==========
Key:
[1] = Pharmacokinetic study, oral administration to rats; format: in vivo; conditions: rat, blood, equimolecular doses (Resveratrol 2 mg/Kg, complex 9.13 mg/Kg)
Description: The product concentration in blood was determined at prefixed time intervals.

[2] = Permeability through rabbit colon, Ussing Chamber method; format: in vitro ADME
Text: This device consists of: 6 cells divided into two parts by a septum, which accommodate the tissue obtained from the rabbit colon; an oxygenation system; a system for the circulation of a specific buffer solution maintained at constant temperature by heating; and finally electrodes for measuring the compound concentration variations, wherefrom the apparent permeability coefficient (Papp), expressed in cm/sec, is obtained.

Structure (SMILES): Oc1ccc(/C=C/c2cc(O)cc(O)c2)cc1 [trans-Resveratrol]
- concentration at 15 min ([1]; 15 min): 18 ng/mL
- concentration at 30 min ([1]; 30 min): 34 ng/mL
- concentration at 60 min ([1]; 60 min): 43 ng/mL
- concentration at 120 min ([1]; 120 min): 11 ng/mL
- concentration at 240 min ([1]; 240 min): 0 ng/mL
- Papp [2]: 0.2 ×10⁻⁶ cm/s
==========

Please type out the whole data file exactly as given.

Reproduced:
Key:
[1] = Pharmacokinetic study, oral administration to rats; format: in vivo; conditions: rat, blood, equimolecular doses (Resveratrol 2 mg/Kg, complex 9.13 mg/Kg)
Description: The product concentration in blood was determined at prefixed time intervals.

[2] = Permeability through rabbit colon, Ussing Chamber method; format: in vitro ADME
Text: This device consists of: 6 cells divided into two parts by a septum, which accommodate the tissue obtained from the rabbit colon; an oxygenation system; a system for the circulation of a specific buffer solution maintained at constant temperature by heating; and finally electrodes for measuring the compound concentration variations, wherefrom the apparent permeability coefficient (Papp), expressed in cm/sec, is obtained.

Structure (SMILES): Oc1ccc(/C=C/c2cc(O)cc(O)c2)cc1 [trans-Resveratrol]
- concentration at 15 min ([1]; 15 min): 18 ng/mL
- concentration at 30 min ([1]; 30 min): 34 ng/mL
- concentration at 60 min ([1]; 60 min): 43 ng/mL
- concentration at 120 min ([1]; 120 min): 11 ng/mL
- concentration at 240 min ([1]; 240 min): 0 ng/mL
- Papp [2]: 0.2 ×10⁻⁶ cm/s